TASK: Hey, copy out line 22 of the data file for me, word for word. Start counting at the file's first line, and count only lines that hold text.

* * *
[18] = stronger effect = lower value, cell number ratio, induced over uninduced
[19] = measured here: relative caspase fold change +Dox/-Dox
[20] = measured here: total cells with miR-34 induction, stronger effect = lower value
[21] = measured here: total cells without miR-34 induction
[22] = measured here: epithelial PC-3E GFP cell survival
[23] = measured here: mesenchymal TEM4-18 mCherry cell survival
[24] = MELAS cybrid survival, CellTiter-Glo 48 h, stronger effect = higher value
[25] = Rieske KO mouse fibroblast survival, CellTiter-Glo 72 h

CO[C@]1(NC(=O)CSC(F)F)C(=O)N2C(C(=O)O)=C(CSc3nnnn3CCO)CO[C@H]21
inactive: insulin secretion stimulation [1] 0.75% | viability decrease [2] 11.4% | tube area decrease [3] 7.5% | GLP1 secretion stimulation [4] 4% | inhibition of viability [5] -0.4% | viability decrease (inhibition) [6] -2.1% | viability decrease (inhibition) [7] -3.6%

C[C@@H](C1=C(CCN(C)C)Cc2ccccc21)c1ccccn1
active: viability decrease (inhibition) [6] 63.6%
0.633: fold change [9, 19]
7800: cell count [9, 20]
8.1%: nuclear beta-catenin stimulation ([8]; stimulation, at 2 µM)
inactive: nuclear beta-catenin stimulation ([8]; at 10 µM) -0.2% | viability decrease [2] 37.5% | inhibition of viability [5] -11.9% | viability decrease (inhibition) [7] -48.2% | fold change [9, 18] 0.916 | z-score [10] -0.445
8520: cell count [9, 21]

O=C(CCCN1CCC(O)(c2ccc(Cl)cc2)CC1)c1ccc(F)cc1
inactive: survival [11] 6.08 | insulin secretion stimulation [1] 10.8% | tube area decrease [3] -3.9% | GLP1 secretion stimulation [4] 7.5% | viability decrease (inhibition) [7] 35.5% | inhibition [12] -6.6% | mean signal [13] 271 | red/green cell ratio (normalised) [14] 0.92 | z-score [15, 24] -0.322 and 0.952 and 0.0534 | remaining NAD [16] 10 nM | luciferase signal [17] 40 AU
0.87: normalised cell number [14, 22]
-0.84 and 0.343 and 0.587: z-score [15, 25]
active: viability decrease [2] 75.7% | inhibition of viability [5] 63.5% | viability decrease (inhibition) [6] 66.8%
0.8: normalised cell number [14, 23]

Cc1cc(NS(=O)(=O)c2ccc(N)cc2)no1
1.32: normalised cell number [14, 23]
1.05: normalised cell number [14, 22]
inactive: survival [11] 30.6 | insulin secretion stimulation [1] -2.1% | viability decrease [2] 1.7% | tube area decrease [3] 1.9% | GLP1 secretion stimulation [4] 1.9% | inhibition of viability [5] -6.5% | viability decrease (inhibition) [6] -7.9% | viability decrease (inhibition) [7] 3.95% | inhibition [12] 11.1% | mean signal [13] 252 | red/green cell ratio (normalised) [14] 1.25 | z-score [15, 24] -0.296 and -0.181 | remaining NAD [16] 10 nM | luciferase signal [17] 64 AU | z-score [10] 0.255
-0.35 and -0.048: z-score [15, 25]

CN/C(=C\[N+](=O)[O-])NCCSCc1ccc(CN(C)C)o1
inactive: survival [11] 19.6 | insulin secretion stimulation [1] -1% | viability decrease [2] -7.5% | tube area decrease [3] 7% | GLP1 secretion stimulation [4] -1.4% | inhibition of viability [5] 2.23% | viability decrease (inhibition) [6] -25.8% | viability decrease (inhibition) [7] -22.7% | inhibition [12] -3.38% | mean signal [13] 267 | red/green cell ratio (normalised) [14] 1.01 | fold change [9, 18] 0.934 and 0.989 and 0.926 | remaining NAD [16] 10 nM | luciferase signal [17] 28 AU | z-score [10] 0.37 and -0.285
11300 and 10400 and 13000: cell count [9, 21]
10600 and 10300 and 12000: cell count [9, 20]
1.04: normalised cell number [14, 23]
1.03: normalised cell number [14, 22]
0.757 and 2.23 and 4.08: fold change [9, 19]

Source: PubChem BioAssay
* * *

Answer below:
active: viability decrease [2] 75.7% | inhibition of viability [5] 63.5% | viability decrease (inhibition) [6] 66.8%